Jeanne Bristol and Kay Cronin remember their dad as a proud man who worked hard to get ahead. “He put himself through college in his 50s,” Kay says. “It was important to him.”
A father of 11, Jerome Coonen was energetic, curious and a jack of all trades. He worked as a grocer and a baker before completing his degree and teaching high school science. After that, he ran his own hydraulics repair shop. “He was always learning something,” says Kay. “Always reading.”
But in 1992, Coonen began to slip. One day, he got lost driving home from a visit with his son, who lived just a mile and a half away.
“He became more and more confused, but he made a lot of good decisions,” Kay remembers. “He decided to sell his car. But then he began to call us in the middle of the night. ‘There’s a kitty in my room.’ ‘There’s bugs on the ceiling.’ We knew he needed to be in a place with overnight staff.”
They would soon discover their father suffered from a disease called Alzheimer’s, which afflicts an estimated 5 million Americans. Until he could get into a facility, his children took turns spending the night with him. “When he was moved, it was easier for us. He was a sociable person and enjoyed having staff to talk to at night,” Kay says. In the nursing home, things seemed better for a while, but during her regular visits, Kay witnessed her dad’s confusion deepen until the end.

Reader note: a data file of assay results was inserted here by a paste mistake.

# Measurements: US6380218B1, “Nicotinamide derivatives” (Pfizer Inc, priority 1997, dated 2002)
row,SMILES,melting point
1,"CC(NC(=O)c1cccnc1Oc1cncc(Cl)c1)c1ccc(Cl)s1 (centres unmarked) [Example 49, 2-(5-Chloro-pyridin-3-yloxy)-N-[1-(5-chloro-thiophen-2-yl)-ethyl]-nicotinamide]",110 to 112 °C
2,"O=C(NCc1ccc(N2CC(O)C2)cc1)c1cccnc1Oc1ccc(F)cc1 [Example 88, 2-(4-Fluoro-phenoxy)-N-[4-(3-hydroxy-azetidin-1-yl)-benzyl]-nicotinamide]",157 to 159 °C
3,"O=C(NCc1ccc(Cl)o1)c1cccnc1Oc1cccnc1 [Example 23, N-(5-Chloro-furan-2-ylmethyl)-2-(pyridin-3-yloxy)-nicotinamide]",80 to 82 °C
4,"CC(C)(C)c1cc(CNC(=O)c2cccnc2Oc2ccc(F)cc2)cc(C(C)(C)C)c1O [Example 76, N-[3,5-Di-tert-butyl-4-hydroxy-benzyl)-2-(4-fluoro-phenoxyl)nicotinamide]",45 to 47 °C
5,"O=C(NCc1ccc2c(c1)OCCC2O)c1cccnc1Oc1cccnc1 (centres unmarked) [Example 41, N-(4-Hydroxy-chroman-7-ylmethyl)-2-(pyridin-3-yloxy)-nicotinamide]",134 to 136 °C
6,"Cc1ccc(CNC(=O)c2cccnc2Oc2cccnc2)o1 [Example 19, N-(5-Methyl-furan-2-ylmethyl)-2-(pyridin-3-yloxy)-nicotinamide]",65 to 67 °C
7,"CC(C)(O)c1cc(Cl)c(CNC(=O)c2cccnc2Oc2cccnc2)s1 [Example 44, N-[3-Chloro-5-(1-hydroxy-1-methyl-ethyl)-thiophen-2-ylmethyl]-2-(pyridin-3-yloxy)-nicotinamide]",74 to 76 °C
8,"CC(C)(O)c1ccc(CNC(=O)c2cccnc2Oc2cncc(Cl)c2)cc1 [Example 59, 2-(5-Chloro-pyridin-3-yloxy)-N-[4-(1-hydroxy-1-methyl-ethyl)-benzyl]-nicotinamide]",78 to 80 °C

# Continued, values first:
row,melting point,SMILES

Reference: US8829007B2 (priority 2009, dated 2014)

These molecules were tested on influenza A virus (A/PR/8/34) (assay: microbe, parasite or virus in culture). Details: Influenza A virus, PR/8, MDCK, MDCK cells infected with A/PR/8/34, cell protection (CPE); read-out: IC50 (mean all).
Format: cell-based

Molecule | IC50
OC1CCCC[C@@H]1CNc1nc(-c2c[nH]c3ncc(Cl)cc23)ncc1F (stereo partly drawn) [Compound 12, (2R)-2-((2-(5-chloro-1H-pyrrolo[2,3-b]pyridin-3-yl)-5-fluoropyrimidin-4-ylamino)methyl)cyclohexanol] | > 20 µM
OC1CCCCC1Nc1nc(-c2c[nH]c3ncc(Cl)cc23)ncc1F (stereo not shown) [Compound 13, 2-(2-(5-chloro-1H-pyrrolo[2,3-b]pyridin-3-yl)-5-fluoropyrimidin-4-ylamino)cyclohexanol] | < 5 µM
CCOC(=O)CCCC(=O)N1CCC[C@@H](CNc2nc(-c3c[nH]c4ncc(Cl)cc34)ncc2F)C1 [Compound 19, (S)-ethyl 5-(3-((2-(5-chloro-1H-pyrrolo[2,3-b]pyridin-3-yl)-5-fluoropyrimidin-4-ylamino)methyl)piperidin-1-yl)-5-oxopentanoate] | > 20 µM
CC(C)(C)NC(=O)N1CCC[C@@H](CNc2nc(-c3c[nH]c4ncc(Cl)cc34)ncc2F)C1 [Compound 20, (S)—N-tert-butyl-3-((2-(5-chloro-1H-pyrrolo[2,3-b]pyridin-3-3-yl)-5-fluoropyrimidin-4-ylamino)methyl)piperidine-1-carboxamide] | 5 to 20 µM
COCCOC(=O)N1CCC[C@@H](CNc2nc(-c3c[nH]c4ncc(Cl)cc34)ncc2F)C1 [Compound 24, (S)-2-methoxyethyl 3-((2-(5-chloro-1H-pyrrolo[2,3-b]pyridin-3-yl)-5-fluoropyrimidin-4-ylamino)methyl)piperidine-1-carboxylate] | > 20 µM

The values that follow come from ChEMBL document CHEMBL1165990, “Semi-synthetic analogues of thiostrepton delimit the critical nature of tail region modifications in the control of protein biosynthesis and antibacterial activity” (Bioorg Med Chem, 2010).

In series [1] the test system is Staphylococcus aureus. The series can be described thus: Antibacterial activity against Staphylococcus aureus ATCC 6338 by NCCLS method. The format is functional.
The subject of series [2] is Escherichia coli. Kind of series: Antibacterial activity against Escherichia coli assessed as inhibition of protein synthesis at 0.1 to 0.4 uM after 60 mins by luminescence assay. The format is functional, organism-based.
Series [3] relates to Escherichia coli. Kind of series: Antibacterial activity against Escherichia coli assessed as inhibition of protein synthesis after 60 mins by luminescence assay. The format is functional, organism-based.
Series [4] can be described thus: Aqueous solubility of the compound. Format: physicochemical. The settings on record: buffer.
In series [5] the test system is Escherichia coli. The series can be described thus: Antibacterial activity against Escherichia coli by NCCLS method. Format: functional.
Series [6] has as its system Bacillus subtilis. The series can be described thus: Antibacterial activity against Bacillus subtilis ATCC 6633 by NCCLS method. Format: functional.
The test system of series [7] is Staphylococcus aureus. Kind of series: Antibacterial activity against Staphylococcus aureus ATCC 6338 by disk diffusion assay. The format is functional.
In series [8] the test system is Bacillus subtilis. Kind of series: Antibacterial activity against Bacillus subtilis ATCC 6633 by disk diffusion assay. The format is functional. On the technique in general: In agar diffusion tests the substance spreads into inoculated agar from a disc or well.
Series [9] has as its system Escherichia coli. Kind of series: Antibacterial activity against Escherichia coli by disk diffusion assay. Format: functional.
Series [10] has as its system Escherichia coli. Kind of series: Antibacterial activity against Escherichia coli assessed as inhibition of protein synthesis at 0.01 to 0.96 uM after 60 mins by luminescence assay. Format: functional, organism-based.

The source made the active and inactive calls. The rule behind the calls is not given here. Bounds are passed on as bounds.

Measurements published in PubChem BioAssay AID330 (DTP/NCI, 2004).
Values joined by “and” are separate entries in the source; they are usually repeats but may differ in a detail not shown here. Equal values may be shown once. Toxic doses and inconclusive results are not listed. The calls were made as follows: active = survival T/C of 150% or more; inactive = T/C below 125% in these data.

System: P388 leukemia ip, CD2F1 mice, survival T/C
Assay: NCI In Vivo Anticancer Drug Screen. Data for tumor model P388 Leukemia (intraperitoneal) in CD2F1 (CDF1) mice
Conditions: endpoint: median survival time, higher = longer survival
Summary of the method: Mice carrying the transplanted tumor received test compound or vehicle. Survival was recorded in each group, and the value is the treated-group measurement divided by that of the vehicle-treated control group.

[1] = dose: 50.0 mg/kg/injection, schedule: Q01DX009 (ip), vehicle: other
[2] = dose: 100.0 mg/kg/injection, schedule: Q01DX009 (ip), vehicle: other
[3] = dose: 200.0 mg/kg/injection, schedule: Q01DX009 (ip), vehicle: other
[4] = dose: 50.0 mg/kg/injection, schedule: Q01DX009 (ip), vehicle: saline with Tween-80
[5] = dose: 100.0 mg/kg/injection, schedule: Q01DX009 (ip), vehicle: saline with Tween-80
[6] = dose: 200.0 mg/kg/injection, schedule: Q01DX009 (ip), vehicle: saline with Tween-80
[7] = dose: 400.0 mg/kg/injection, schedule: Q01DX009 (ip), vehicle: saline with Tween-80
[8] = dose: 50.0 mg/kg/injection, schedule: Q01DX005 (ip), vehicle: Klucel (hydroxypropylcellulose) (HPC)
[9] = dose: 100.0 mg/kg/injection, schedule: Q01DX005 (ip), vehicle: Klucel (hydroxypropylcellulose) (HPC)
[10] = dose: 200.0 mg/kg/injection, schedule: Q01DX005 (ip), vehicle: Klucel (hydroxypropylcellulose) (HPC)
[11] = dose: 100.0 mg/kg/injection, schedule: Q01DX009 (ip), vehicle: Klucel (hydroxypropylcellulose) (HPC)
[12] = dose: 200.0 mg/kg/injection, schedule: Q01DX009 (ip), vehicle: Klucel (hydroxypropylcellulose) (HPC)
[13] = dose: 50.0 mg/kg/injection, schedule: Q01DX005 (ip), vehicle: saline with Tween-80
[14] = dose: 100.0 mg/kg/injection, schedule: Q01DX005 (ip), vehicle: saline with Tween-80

It was painful to watch a once sharp man slowly lose himself. Now Kay and Jeanne fear a similar fate could await them. Not only did their father die from the disease, so did both of their grandfathers. Will they be next?
One in three seniors die with Alzheimer’s or another type of dementia, according to the Alzheimer’s Association. It is the only cause of death among the top 10 in America that cannot be prevented, cured or even slowed, and very few families have avoided the long goodbye between victims and their loved ones.
Like millions of others, the sisters watched a loved one’s memory and personality slip away before their eyes. But unlike most people, Jeanne, Kay, and their sisters Grace and Nancy have been given a chance to do something about this insidious and frightening disease.
“Grace saw an item in the paper,” says Jeanne. “It was a study looking for people with a parent who had Alzheimer’s.” Grace is a nurse, Jeanne added. “She...said they needed us.”